Locke’s theory of prerogative should it be integrated into the U.S. government, though the notion seems to seek to accommodate the need for decisive action on the part of the executive, creates inherent danger by not providing an explicit, normative, upward limit as to when executive prerogative might become unjustified or immoral. By surrendering to the simplistic notion that untold threats require untold powers granted to the executive in response, Locke inadvertently opens potential for abuse far in excess of the what the consequences of the dangers warranting prerogative themselves might cause. Locke ideally states that the measures of the prerogative should seek to work towards the rather vague “good of the people,7” but does not provide a mechanism to ensure that the actual actions of the executive correspond to the political ideal that he forwards. This omission opens the door to a state of affairs in which not only potential executive abuse but the continuum of potential unforeseen consequences caused by unmitigated and shortsighted enforcement of executive powers are virtually unlimited and not subject to any systematic legal measures restricting or even necessarily guiding the power of the executive in times of crisis. The warrant for the claim that this abuse is not only possible, but likely, is derived from relatively modern observed historical examples in which executives with prerogative-like powers utilize their authority to accomplish a short-sighted goal not to the ultimate benefit of the people, but to their ultimate harm, even if such net harm was not their intention. One oft-cited historical example in the United States is president Franklin Delano Roosevelt’s executive order to intern over one hundred thousand Japanese Americans into internment camps to address what he believed was a threat to national security.8 Such examples highlight that the crux of this problem with unchecked prerogative may stem from the fact that any individual making decisive and sweeping political action, though they may be effective in resolving crises do not seem to have access to perfect information regarding the consequences of their actions, and it is this limitation on the foresight of individuals that a collective legal framework could successfully hedge against as an alternative to Locke’s pure executive prerogative in times of crisis.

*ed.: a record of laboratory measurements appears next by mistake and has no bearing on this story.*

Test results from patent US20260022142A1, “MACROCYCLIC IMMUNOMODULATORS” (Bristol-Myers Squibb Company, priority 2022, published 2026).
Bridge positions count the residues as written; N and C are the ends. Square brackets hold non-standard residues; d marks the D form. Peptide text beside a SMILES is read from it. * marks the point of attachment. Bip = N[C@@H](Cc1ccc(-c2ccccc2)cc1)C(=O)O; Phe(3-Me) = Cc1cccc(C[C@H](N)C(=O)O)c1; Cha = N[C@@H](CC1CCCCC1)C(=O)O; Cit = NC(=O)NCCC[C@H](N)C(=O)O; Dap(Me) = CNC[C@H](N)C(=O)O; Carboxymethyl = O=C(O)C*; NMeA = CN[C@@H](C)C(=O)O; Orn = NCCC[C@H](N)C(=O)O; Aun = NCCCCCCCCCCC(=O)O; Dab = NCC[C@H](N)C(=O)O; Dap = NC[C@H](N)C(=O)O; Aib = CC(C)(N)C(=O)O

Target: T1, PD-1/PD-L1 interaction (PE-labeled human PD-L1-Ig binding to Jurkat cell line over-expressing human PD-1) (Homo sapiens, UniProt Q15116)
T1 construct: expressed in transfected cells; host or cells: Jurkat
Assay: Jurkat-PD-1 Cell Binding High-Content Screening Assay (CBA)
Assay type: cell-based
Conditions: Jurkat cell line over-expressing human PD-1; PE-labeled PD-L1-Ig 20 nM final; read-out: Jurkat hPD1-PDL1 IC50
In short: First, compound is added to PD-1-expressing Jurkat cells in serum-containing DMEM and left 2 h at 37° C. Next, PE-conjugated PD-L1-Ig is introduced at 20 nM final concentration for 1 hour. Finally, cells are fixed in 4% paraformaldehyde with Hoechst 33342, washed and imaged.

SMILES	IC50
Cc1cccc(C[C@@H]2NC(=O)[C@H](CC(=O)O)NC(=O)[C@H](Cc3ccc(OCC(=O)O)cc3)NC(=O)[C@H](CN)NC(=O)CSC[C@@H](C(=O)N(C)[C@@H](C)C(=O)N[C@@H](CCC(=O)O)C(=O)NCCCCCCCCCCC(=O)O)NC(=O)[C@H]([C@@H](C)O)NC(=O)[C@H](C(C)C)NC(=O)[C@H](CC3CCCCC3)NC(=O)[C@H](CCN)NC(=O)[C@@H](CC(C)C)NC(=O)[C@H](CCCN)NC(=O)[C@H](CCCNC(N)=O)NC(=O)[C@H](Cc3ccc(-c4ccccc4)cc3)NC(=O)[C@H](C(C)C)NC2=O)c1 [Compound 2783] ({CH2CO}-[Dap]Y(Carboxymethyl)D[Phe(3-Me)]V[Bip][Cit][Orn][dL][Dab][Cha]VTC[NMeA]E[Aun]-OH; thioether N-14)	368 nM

1 Hornblower, Simon, and Antony Spawforth. "The Oxford Companion to Classical Civilization." 1998, 219. doi:10.1093/acref/9780198601654.001.0001.
2 Dallek, Robert. "Lyndon Johnson and Vietnam: The Making of a Tragedy." Diplomatic History 20, no. 2 (1996): p. 147-62. doi:10.1111/j.1467-7709.1996.tb00620.x.
3 Locke, John. "Second Treatise." John Locke: Two Treatises of Government: p. 53. doi: 10.1017/cbo9780511810268.011
4 Locke, John. "Second Treatise." John Locke: Two Treatises of Government: p. 46. doi: 10.1017/cbo9780511810268.011
5 Fuller, Lon L. The Morality of Law. New Haven: Yale University Press, 1964.
6 Locke, John. "Second Treatise." John Locke: Two Treatises of Government: p. 22. doi: 10.1017/cbo9780511810268.011
7 Locke, John. "Second Treatise." John Locke: Two Treatises of Government: p. 53. doi: 10.1017/cbo9780511810268.011
8 "World War II Enemy Alien Control Program Overview." National Archives and Records Administration. Accessed April 19, 2016. http://www.archives.gov/research/immigration/enemy-aliensoverview.html.
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- Political Theory John Locke Executive Prerogative Executive Power Social Contract Theory Natural Rights